Waterboarding: Not So Illegal After All?
Yesterday I wrote about the minor firestorm that reignited over waterboarding in recent days, thanks to CIA director Michael Hayden's Tuesday testimony that his agency waterboarded three al Qaeda members in 2002 and 2003. The White House authorized that particular disclosure; I wonder if they authorized this? Speaking to the House Intelligence Committee yesterday, Hayden said the people who performed the torture were not necessarily trained CIA operatives, but instead unspecified outside contractors:
REP. SCHAKOWSKY (D-IL): Are contractors involved in CIA detention interrogation programs?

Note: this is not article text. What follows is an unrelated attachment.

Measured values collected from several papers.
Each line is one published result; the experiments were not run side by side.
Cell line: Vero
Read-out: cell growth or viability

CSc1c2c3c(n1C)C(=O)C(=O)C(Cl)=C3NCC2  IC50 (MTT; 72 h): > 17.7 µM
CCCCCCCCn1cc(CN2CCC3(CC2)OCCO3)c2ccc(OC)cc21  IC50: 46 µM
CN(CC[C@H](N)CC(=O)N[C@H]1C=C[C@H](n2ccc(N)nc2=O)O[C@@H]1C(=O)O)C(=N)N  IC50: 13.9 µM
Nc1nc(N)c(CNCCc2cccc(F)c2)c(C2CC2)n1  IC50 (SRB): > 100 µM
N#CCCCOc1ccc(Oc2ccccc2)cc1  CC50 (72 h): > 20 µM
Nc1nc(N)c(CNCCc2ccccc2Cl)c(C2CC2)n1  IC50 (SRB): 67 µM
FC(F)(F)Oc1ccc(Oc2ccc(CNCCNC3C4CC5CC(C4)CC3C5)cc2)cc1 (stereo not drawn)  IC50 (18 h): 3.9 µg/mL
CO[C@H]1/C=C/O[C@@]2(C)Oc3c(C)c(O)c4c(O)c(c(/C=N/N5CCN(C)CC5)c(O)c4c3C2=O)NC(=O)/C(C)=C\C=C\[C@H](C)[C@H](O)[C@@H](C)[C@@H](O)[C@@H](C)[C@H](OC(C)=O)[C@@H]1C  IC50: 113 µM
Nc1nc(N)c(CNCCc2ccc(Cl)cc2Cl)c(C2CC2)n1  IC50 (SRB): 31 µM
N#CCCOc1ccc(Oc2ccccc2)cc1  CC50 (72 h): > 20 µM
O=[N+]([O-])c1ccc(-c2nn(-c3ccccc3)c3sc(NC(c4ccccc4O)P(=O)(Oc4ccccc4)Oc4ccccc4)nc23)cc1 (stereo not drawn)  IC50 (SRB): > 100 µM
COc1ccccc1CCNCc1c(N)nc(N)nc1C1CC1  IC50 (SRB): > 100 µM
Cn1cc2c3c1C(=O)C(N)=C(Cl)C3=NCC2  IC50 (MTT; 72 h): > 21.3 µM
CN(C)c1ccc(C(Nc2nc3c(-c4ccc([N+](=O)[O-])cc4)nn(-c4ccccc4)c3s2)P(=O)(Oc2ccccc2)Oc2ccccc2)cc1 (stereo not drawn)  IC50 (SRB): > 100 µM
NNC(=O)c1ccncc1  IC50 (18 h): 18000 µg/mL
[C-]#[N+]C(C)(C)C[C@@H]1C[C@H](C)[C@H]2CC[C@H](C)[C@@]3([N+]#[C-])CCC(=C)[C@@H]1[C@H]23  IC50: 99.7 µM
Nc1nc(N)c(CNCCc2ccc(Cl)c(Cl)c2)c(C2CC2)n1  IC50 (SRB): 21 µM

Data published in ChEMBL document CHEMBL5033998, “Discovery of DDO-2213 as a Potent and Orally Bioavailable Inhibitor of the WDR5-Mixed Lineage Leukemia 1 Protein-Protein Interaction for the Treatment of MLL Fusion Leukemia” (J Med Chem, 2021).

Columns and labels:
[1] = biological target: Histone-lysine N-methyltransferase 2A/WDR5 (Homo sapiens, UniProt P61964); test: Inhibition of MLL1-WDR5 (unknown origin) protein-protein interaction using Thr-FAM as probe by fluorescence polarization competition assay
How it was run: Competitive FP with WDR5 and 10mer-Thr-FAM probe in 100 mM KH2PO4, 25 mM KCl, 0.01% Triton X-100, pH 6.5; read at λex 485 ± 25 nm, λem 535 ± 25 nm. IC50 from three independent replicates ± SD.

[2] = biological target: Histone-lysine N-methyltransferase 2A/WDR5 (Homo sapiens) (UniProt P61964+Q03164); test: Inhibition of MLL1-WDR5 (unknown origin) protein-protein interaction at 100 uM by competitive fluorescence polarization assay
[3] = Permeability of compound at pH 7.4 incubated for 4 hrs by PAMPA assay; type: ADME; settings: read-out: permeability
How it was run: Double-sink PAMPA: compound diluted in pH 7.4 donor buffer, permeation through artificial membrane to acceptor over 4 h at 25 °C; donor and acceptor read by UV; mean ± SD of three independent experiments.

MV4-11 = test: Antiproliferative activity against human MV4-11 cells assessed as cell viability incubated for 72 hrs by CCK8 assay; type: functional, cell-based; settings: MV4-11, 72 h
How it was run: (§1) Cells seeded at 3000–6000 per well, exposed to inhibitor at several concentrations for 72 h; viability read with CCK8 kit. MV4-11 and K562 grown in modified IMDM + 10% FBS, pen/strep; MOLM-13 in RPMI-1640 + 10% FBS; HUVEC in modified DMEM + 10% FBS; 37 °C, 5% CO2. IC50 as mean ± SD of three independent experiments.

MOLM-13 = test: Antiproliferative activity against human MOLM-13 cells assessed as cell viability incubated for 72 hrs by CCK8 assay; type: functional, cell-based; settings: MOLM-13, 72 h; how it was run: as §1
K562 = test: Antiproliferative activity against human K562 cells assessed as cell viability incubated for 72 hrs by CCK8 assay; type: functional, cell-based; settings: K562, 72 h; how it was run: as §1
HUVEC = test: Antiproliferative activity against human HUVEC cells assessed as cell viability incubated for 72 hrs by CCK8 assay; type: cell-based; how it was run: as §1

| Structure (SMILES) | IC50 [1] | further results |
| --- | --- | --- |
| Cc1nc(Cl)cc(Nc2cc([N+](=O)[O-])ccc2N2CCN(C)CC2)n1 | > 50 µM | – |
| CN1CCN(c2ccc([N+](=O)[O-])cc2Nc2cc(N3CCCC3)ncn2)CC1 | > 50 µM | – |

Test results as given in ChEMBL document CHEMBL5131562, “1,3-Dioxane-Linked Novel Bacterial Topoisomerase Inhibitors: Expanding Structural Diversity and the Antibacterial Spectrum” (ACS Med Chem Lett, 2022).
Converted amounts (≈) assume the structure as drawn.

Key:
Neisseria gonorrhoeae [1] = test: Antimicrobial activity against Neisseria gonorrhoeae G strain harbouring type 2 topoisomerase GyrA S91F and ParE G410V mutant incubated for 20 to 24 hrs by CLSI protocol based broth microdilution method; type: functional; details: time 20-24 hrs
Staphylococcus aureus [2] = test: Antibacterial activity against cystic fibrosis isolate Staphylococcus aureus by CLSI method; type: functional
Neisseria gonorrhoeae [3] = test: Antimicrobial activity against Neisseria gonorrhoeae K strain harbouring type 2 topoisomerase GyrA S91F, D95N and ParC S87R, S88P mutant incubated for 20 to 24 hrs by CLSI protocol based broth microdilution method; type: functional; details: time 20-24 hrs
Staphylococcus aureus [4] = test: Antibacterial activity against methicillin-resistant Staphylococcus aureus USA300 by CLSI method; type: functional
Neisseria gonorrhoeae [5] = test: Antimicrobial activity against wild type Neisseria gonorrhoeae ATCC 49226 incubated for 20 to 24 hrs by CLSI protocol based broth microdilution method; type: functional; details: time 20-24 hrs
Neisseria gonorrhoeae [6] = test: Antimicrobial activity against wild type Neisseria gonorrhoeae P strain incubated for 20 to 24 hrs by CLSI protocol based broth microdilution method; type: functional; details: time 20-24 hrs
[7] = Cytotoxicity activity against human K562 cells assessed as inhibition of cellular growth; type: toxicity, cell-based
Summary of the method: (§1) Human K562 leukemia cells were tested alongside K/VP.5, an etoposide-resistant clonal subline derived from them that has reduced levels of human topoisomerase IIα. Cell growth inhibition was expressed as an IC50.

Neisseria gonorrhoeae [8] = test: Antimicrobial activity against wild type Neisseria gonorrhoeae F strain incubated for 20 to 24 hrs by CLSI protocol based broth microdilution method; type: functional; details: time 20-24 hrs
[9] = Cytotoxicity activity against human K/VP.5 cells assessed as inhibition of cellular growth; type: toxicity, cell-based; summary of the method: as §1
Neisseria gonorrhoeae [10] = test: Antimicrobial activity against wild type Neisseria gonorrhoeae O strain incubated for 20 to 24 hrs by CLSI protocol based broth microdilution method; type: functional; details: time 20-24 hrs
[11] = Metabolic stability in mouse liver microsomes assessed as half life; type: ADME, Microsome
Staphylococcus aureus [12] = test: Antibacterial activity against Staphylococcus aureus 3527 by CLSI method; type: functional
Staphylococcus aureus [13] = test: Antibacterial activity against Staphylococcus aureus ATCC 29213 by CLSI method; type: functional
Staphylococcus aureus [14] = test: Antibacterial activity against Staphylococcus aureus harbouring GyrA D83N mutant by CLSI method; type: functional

GEN. HAYDEN: Absolutely.
REP. SCHAKOWSKY: Were contractors involved in the waterboarding of al Qaeda detainees?
GEN. HAYDEN: I'm not sure of the specifics. I'll give you a tentative answer: I believe so.
This new wrinkle might explain the apparent confusion among the relevant government agencies over whether or not waterboarding is legal. (By today's tally, White House says yes, Hayden says no, and Mukasey remains noncommittal.) After all, what's illegal for the government isn't necessarily illegal for contractors. We already contract out a good deal of the war, so why not add torture to the mix and save ourselves the legal headache? Maybe this was what White House spokesman Tony Fratto meant when he said that we might still use waterboarding "under certain circumstances." Then again, maybe it's simply anybody's guess.